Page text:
Saturday, 24 September 2016
Gourock And The Cowal Peninsula. Ships, Planes, Landscapes.
Inspired by the Dear Frankie film featured on the blog last week I decided to go kayaking in the Firth of Clyde around the Lunderston Bay/ Gourock and Cloch Point Lighthouse area. This is a photograph of the Cloch Lighthouse with the mountainous island of Arran in the background. Although in the morning it was calm enough for kayaking near the shoreline the wind picked up in the early afternoon, creating choppy conditions so I stayed local and kept well back from the shipping lanes. I only had a few hours paddling then it got too rough so I turned back to be on the safe side when the waves increased in size and the photos are a mixture of ones taken on the water then later on dry land. As I expected, being a wide open body of water it's not that sheltered for kayaks but I struck it lucky once again with a wide range of shipping passing down the River Clyde then into the largest and most complex enclosed estuary anywhere in the British Isles, which is the Firth Of Clyde.
I will go back to Gourock for day trips but it just means I'll have to find somewhere else to park, away from the shops and that seafront car park and arrive early elsewhere to get a spot. I can't understand why they changed a perfectly good system but they obviously have their reasons. Just makes it more inconvenient for me when planing trips from there and it speaks for itself that the 3 hour car park section was almost empty when I arrived with a few drivers entering, reading the rules, then leaving again whereas the unlimited section was packed solid with no spaces available. In effect what they've done is half the car park park size for day trippers. Seems like madness to me but maybe I'm wrong. I know councils countrywide are getting squeezed tight and have to find cash somewhere but as usual it's the ordinary punters who pay for it all.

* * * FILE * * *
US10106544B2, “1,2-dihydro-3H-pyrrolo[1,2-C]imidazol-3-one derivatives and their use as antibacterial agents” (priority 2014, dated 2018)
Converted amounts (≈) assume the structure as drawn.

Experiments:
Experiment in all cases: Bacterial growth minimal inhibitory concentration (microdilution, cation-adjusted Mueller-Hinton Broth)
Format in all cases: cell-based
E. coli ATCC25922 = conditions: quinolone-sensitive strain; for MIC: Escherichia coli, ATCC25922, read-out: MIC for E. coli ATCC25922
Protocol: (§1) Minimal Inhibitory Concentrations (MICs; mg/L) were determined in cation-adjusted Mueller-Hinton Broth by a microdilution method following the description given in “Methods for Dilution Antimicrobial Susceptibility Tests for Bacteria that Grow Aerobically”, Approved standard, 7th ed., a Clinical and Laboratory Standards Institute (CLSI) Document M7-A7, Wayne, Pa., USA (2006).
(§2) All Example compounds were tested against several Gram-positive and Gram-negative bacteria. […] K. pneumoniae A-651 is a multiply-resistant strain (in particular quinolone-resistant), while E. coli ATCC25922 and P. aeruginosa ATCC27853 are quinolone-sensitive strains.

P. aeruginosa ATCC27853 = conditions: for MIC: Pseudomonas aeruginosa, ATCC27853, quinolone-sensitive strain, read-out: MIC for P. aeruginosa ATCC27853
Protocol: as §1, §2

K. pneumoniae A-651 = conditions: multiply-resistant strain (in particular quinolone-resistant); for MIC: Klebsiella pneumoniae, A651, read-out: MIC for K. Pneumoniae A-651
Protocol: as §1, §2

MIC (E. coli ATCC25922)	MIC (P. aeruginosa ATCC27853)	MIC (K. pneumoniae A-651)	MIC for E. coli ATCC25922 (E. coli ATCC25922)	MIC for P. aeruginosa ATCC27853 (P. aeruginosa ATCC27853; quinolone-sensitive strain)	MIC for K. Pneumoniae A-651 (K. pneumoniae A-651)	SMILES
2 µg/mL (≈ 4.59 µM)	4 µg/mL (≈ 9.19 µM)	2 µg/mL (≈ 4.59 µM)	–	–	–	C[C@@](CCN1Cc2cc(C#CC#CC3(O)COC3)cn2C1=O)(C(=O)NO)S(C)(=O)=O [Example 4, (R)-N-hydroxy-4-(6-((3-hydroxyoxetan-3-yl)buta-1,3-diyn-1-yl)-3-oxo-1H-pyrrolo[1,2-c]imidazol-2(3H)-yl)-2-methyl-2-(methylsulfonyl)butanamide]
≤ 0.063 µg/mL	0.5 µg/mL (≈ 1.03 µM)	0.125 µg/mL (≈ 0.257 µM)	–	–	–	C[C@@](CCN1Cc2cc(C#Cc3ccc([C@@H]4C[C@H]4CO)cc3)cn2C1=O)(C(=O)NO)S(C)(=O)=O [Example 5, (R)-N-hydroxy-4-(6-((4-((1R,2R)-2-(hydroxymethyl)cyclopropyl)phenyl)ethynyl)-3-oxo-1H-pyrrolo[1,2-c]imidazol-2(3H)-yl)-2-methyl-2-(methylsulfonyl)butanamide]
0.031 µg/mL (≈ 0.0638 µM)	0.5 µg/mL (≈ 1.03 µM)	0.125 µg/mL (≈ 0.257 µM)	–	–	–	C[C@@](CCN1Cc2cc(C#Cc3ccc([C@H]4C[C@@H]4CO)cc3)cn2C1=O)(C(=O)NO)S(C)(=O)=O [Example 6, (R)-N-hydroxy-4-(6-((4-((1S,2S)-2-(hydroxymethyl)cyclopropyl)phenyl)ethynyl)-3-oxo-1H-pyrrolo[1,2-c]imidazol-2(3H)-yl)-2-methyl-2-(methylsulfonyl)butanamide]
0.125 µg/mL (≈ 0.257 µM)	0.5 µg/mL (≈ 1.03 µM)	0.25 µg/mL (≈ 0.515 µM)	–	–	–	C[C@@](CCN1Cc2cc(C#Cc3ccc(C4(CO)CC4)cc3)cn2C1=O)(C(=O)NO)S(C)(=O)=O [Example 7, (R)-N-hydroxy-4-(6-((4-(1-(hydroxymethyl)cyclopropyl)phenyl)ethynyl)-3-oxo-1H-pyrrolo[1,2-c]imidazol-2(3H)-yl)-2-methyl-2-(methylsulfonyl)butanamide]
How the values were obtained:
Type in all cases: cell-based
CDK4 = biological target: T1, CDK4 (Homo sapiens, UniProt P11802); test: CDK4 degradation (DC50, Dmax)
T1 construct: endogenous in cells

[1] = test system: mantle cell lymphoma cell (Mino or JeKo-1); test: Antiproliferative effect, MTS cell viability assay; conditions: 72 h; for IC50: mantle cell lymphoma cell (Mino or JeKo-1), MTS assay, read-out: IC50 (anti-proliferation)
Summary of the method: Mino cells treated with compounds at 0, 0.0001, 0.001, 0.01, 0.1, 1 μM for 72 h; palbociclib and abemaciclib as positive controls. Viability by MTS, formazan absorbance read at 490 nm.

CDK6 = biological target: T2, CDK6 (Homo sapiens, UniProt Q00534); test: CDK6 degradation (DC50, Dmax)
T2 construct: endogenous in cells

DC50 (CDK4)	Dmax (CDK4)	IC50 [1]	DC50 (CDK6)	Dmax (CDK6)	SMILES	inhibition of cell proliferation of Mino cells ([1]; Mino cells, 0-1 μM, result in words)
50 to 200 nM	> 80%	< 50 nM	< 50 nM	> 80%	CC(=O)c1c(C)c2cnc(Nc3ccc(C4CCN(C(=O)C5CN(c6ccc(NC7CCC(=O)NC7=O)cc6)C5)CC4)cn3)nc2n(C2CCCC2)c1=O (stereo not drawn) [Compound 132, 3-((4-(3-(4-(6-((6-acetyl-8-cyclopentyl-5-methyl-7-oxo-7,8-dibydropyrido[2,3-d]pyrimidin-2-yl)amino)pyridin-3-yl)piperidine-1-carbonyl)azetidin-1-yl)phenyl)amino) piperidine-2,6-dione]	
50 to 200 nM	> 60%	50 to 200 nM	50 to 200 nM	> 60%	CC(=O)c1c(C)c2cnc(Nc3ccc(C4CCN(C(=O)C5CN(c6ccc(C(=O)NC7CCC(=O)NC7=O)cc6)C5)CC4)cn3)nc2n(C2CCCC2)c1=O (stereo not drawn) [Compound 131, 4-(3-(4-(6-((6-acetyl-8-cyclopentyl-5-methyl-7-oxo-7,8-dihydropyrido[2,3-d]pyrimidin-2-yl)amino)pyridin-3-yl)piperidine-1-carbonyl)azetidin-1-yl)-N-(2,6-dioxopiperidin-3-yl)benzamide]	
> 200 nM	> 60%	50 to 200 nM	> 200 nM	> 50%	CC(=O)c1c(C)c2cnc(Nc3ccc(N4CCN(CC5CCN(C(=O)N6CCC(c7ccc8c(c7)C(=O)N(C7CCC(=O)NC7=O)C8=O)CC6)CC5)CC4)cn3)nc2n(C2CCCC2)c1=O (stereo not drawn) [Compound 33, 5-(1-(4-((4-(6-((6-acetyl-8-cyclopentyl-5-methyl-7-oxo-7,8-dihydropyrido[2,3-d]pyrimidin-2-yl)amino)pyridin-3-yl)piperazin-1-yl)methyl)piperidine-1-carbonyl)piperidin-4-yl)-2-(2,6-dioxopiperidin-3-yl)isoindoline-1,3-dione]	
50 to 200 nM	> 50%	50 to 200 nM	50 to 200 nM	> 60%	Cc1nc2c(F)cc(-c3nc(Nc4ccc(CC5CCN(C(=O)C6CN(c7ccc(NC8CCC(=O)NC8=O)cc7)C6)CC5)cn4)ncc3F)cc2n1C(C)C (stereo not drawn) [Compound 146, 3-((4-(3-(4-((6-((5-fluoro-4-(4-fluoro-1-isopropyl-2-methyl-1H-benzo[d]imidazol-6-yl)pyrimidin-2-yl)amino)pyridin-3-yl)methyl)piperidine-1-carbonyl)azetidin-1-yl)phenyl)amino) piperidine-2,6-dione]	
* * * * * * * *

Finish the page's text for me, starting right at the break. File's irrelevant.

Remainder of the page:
Great video in this link showing the true size of this beast. Here's me thinking it was just one guy with a ladder and a spray can :o)
On a different topic here's an excellent short video of someone lucky enough to capture the big three on Suilven, a spectacular mountain in the far north of Scotland. A nice first sunrise, a sunset, then some faint Aurora Borealis then an absolutely stunning west coast second sunrise of the type I know and love but doesn't happen very often with this quality.This is a brilliant video and well worth watching until the end in full screen. The best big three combination I've seen in Scotland.